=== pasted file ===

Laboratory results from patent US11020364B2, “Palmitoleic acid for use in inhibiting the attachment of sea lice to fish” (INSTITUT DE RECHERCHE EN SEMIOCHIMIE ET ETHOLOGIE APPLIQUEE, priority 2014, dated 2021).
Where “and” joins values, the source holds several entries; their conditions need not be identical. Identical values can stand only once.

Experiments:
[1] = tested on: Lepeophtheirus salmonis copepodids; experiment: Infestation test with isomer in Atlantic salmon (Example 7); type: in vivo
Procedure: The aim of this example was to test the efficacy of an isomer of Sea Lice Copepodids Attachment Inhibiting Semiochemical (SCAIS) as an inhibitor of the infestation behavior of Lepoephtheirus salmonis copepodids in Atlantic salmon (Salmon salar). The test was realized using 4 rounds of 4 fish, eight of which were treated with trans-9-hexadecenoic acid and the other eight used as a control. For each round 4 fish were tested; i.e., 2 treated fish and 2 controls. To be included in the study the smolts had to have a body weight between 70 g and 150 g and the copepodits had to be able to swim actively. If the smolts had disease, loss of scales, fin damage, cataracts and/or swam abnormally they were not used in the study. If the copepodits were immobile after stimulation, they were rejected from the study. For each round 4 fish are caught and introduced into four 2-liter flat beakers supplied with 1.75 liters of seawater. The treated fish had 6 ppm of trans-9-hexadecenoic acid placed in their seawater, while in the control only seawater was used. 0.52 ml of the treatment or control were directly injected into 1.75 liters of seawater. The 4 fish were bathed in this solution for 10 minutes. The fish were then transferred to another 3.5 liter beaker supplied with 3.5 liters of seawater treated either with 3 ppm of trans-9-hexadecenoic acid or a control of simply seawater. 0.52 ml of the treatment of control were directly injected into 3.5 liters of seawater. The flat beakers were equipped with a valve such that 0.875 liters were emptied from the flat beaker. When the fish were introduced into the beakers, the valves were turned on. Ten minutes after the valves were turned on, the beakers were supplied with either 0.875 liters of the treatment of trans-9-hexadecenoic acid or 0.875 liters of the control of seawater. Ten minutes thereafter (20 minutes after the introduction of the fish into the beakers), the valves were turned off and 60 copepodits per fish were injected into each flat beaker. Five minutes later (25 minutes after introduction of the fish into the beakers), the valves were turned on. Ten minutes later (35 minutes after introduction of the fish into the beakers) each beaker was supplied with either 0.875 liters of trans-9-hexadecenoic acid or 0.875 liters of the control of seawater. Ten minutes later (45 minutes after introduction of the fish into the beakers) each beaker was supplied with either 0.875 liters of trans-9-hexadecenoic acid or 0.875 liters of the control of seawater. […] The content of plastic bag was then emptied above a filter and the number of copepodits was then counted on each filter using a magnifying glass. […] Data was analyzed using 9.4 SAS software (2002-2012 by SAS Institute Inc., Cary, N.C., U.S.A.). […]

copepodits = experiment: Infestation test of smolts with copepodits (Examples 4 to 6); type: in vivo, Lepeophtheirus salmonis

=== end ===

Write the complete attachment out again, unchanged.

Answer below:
Laboratory results from patent US11020364B2, “Palmitoleic acid for use in inhibiting the attachment of sea lice to fish” (INSTITUT DE RECHERCHE EN SEMIOCHIMIE ET ETHOLOGIE APPLIQUEE, priority 2014, dated 2021).
Where “and” joins values, the source holds several entries; their conditions need not be identical. Identical values can stand only once.

Experiments:
[1] = tested on: Lepeophtheirus salmonis copepodids; experiment: Infestation test with isomer in Atlantic salmon (Example 7); type: in vivo
Procedure: The aim of this example was to test the efficacy of an isomer of Sea Lice Copepodids Attachment Inhibiting Semiochemical (SCAIS) as an inhibitor of the infestation behavior of Lepoephtheirus salmonis copepodids in Atlantic salmon (Salmon salar). The test was realized using 4 rounds of 4 fish, eight of which were treated with trans-9-hexadecenoic acid and the other eight used as a control. For each round 4 fish were tested; i.e., 2 treated fish and 2 controls. To be included in the study the smolts had to have a body weight between 70 g and 150 g and the copepodits had to be able to swim actively. If the smolts had disease, loss of scales, fin damage, cataracts and/or swam abnormally they were not used in the study. If the copepodits were immobile after stimulation, they were rejected from the study. For each round 4 fish are caught and introduced into four 2-liter flat beakers supplied with 1.75 liters of seawater. The treated fish had 6 ppm of trans-9-hexadecenoic acid placed in their seawater, while in the control only seawater was used. 0.52 ml of the treatment or control were directly injected into 1.75 liters of seawater. The 4 fish were bathed in this solution for 10 minutes. The fish were then transferred to another 3.5 liter beaker supplied with 3.5 liters of seawater treated either with 3 ppm of trans-9-hexadecenoic acid or a control of simply seawater. 0.52 ml of the treatment of control were directly injected into 3.5 liters of seawater. The flat beakers were equipped with a valve such that 0.875 liters were emptied from the flat beaker. When the fish were introduced into the beakers, the valves were turned on. Ten minutes after the valves were turned on, the beakers were supplied with either 0.875 liters of the treatment of trans-9-hexadecenoic acid or 0.875 liters of the control of seawater. Ten minutes thereafter (20 minutes after the introduction of the fish into the beakers), the valves were turned off and 60 copepodits per fish were injected into each flat beaker. Five minutes later (25 minutes after introduction of the fish into the beakers), the valves were turned on. Ten minutes later (35 minutes after introduction of the fish into the beakers) each beaker was supplied with either 0.875 liters of trans-9-hexadecenoic acid or 0.875 liters of the control of seawater. Ten minutes later (45 minutes after introduction of the fish into the beakers) each beaker was supplied with either 0.875 liters of trans-9-hexadecenoic acid or 0.875 liters of the control of seawater. […] The content of plastic bag was then emptied above a filter and the number of copepodits was then counted on each filter using a magnifying glass. […] Data was analyzed using 9.4 SAS software (2002-2012 by SAS Institute Inc., Cary, N.C., U.S.A.). […]

copepodits = experiment: Infestation test of smolts with copepodits (Examples 4 to 6); type: in vivo, Lepeophtheirus salmonis